Re: Nothing in North America demands more respect than the Grizzly [Re: Top Jimmy] #8010911 10/15/20 01:05 PM
Joined: Aug 2005
Posts: 29,985
T
txtrophy85 Online Content
THF Celebrity
Online Content
THF Celebrity
T
Joined: Aug 2005
Posts: 29,985
Originally Posted by Top Jimmy
As a rule, coastal bears will be the biggest due to the availability of food, primarily salmon. It can be the ABC islands in SE Alaska, it can be on Kodiak, it can be in Bristol Bay, and they also tend to get some huge bears out in the Nome area. Once you start hunting inland, they get smaller.

For some fun, check out the fat bear contest they have at Katmai. Some fat pigs there and you get to see before and after pictures of how they pack on the pounds when into the salmon. They are so concentrated on the best calories towards the end, that they will take a salmon, eat just the guts (for the eggs or milt), peel and eat the skin off for the fat along the outside, and eat the top of the head for the brain, and then toss the rest into the water. Fat Bear 2020

-TJ




I've also heard that because Coastal Brown bears are so well fed, they tend to have a pretty even temperament. I have a good buddy that was originally from Kodiak Island ( and is moving back in April north of Anchorage) that said they were very common to see while fishing but did not give people too many problems other than having to drop your stringer on occasion to sacrifice to the bear.

Interior Grizzlies are often in various stages of starvation and that's why they are so irritable and dangerous, from what i've read and been told.


For it is not the quarry that we truly seek, but the adventure.
Re: Nothing in North America demands more respect than the Grizzly [Re: BOBO the Clown] #8011015 10/15/20 02:21 PM
Joined: Jan 2019
Posts: 2,516
B
Bryan C. Heimann Online Content
Veteran Tracker
Online Content
Veteran Tracker
B
Joined: Jan 2019
Posts: 2,516
Originally Posted by BOBO the Clown
Originally Posted by txtrophy85
Originally Posted by aerangis
Originally Posted by LFD2037
Which would win in a fight:
Silverback gorilla or Grizzly?


My money is on the grizzly. They're monsters, one swipe of the paw and that gorilla would be toast.



if you ask the internet the Grizzly would win hands down. Not even a question


Predator vs a herbivore.... pretty easy out come, way different internal thought processes



I agree with you. I think a grizzly would give up and find an easier meal unless he was starving. But if a lone gorilla decided to pursue a grizzly, gorilla would get killed.


Regular Guy/regularguy11B/ laid over
Re: Nothing in North America demands more respect than the Grizzly [Re: txtrophy85] #8013691 10/17/20 06:58 PM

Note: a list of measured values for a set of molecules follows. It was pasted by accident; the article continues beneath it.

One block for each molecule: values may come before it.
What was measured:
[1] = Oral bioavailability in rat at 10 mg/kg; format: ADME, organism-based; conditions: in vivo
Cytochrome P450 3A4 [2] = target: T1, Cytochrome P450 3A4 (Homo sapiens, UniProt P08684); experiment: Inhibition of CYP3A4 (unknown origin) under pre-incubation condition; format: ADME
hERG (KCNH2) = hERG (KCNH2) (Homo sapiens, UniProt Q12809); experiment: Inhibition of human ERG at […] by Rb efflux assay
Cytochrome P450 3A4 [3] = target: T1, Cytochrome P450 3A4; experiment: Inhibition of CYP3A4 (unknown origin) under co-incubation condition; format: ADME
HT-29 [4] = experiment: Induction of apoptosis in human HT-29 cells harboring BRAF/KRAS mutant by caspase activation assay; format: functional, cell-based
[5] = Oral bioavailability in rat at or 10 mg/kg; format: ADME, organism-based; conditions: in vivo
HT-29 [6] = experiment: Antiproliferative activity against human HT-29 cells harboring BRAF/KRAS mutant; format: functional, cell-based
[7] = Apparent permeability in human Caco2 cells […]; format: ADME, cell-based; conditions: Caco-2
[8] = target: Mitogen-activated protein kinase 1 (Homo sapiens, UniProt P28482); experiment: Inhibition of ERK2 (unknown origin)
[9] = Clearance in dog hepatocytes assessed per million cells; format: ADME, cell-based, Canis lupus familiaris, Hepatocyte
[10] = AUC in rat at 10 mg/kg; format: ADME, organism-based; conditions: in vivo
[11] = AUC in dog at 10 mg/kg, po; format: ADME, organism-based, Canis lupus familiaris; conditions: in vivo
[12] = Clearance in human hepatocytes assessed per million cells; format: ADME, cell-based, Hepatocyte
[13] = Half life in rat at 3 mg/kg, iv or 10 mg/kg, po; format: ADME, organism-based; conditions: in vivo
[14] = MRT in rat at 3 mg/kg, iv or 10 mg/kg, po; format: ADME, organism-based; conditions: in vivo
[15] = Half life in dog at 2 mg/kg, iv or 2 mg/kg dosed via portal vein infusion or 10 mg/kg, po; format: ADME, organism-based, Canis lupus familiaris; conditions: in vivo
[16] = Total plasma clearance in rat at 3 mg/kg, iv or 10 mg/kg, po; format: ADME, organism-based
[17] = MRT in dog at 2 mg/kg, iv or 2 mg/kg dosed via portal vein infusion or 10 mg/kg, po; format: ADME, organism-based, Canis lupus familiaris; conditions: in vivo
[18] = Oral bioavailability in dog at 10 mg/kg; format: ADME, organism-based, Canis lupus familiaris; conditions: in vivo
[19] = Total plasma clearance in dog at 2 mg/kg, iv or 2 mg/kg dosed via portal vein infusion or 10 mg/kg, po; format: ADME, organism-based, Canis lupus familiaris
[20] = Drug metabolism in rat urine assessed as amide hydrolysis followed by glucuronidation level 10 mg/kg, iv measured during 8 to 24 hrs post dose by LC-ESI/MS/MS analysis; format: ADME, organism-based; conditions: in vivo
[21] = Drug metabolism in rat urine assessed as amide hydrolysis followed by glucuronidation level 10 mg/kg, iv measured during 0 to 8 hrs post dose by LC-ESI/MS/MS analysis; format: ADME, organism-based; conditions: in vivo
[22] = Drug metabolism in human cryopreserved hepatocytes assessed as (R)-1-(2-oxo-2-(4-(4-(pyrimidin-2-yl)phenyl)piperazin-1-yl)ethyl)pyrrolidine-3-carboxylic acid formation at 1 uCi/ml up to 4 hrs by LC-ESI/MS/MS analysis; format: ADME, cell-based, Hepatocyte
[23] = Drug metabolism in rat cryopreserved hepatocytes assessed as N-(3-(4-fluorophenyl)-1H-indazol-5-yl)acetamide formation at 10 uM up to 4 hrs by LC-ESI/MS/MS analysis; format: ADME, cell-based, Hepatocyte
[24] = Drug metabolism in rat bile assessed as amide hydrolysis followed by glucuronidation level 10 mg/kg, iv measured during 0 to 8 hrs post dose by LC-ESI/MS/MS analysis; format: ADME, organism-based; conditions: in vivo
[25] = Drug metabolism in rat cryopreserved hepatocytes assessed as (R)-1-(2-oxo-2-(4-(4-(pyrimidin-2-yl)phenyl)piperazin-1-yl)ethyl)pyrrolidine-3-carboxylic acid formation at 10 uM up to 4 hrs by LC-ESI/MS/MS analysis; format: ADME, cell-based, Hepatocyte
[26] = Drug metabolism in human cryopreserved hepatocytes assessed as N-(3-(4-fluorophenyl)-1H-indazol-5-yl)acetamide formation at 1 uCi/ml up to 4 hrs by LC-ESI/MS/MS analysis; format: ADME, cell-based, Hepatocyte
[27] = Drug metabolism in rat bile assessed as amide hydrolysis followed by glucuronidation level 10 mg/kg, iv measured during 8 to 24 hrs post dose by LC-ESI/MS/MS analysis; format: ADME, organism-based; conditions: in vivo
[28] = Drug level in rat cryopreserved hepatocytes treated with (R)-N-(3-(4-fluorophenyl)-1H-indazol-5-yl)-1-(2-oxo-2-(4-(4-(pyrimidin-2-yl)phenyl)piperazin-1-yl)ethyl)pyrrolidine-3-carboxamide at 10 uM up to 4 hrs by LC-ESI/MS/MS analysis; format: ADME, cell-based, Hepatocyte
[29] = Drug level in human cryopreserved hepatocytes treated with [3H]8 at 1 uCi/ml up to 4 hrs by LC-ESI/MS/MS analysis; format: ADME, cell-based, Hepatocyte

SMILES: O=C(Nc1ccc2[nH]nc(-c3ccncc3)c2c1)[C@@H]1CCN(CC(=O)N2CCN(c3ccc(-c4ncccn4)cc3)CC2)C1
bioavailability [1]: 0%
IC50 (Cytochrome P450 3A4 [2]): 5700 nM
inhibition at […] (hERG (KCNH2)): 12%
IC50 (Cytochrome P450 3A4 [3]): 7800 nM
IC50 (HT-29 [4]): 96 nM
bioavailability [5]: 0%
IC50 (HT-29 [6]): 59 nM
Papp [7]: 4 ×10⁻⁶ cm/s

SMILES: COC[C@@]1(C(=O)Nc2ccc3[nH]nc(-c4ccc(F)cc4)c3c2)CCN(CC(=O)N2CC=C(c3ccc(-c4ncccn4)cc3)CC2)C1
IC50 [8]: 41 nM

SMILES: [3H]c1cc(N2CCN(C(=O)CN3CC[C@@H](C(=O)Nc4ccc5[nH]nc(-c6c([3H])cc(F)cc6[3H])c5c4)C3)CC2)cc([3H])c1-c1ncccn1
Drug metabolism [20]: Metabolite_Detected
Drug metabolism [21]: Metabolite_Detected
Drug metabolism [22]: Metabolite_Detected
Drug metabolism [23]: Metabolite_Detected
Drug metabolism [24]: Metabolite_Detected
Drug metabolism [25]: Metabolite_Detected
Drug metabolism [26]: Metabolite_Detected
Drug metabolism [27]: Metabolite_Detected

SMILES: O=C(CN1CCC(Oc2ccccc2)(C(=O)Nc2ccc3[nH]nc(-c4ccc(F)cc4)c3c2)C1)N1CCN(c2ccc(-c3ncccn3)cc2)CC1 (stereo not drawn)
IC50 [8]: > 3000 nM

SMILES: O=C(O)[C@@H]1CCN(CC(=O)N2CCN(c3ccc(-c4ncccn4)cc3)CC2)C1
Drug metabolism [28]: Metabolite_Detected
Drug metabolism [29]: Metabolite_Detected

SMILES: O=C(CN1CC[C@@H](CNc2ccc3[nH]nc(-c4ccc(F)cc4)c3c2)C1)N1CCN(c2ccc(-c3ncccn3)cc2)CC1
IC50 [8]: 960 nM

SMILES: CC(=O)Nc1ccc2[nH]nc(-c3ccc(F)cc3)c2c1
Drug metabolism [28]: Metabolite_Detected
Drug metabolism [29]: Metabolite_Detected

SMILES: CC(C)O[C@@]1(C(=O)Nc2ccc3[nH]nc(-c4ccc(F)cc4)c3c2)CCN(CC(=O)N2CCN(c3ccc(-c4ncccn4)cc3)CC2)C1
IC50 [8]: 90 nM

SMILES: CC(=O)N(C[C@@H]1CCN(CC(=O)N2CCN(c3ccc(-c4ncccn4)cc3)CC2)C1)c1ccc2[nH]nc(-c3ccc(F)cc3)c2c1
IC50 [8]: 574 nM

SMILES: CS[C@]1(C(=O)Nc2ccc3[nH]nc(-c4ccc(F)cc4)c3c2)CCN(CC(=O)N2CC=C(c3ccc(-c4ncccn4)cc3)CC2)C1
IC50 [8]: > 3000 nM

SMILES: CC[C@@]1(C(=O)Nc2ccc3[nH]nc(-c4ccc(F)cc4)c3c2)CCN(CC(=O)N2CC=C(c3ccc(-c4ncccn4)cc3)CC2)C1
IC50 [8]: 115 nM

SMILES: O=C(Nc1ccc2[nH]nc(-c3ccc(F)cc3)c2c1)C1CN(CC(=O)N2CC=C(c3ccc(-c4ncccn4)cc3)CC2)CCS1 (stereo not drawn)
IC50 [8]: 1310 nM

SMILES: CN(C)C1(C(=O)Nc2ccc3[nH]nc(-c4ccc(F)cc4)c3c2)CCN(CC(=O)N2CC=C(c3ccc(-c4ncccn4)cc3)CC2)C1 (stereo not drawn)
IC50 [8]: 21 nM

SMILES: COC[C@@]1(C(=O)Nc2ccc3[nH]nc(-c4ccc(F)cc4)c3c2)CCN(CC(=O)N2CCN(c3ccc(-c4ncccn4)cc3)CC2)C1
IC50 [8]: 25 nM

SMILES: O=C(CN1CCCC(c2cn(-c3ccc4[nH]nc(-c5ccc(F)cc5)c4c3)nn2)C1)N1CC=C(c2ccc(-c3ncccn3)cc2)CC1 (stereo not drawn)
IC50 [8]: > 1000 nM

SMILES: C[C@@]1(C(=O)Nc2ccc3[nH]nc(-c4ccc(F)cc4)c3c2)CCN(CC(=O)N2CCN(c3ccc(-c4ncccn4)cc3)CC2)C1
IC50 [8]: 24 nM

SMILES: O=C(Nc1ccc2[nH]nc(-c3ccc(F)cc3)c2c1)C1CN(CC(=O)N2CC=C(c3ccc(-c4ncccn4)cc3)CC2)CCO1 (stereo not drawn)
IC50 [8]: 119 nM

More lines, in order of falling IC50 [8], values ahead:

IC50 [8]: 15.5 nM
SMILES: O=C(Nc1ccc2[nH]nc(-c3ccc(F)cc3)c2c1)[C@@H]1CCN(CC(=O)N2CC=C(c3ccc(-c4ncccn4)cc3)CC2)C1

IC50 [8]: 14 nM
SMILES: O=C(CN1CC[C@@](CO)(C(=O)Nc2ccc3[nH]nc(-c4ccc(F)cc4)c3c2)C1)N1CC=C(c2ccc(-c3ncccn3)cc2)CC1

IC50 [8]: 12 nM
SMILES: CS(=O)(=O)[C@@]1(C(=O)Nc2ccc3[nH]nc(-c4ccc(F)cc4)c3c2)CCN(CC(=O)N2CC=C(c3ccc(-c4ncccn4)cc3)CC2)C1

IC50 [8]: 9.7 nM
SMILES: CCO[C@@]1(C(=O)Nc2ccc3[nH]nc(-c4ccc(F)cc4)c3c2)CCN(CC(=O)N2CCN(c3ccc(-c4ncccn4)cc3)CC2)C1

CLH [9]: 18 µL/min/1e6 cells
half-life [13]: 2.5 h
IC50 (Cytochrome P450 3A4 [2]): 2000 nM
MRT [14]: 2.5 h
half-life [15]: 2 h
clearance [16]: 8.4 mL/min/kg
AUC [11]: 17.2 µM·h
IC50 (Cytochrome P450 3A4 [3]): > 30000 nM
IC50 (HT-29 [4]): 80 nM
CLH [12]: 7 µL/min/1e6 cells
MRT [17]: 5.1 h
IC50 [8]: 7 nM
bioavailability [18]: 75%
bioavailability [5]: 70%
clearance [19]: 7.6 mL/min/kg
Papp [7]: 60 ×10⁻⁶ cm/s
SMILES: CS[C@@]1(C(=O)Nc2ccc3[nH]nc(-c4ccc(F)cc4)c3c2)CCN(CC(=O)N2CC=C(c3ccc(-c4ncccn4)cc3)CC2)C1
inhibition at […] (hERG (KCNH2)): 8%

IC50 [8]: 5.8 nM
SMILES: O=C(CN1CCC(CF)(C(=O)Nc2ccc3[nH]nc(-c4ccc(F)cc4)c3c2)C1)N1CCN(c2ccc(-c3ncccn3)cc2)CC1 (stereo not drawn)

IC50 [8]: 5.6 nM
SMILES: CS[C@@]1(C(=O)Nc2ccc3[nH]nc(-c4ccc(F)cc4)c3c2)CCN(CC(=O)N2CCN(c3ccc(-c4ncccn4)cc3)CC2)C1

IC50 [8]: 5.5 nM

Joined: Jan 2019
Posts: 52
T
Top Jimmy Offline
Outdoorsman
Offline
Outdoorsman
T
Joined: Jan 2019
Posts: 52
Originally Posted by txtrophy85


I've also heard that because Coastal Brown bears are so well fed, they tend to have a pretty even temperament. I have a good buddy that was originally from Kodiak Island ( and is moving back in April north of Anchorage) that said they were very common to see while fishing but did not give people too many problems other than having to drop your stringer on occasion to sacrifice to the bear.

Interior Grizzlies are often in various stages of starvation and that's why they are so irritable and dangerous, from what i've read and been told.



It all depends on the situation and the bear. When they are heavy into the salmon, most of them will pretty much ignore you if you leave them alone. Same goes for a dump bear for that matter. The exception is the 2-4 year olds that have been kicked from mom. Like all teenagers, they are finding their way in life and tend to push things no matter what. Early in the season before the salmon are running, or late in the year after the salmon are done, the browns on Kodiak or the ABC islands can be just as mean. Shoot a deer, and it is like a dinner bell for them. Many a guy mauled over a deer.

The interior bears don't seem to be much different. Most will keep their distance, but when food is involved and they are starving or haven't had a good berry year, and they can be aggressive too. Seems to be either very young bears that just haven't done very well now on their own, or a very old bear that is having a hard go of it and on its last legs. There are always a few that seem to be the latter than don't den up like the rest and end up getting shot each year.

Where our moose camp is in the interior, we have never had a bear come into camp and many times we will see them on a game camera over a gut pile at night, but never during the day. Very skittish. However, when we leave, they show up to our camp at some point. There are three trees there that they have pretty well marked up and rubbed all over as a sign of territory marking.

-TJ


Some people are like slinkies - not really good for anything, but they bring a smile to your face when pushed down the stairs.
Page 3 of 3 1 2 3
Previous Thread
Index
Next Thread

© 2004-2022 OUTDOOR SITES NETWORK all rights reserved USA and Worldwide
Powered by UBB.threads™ PHP Forum Software 7.7.3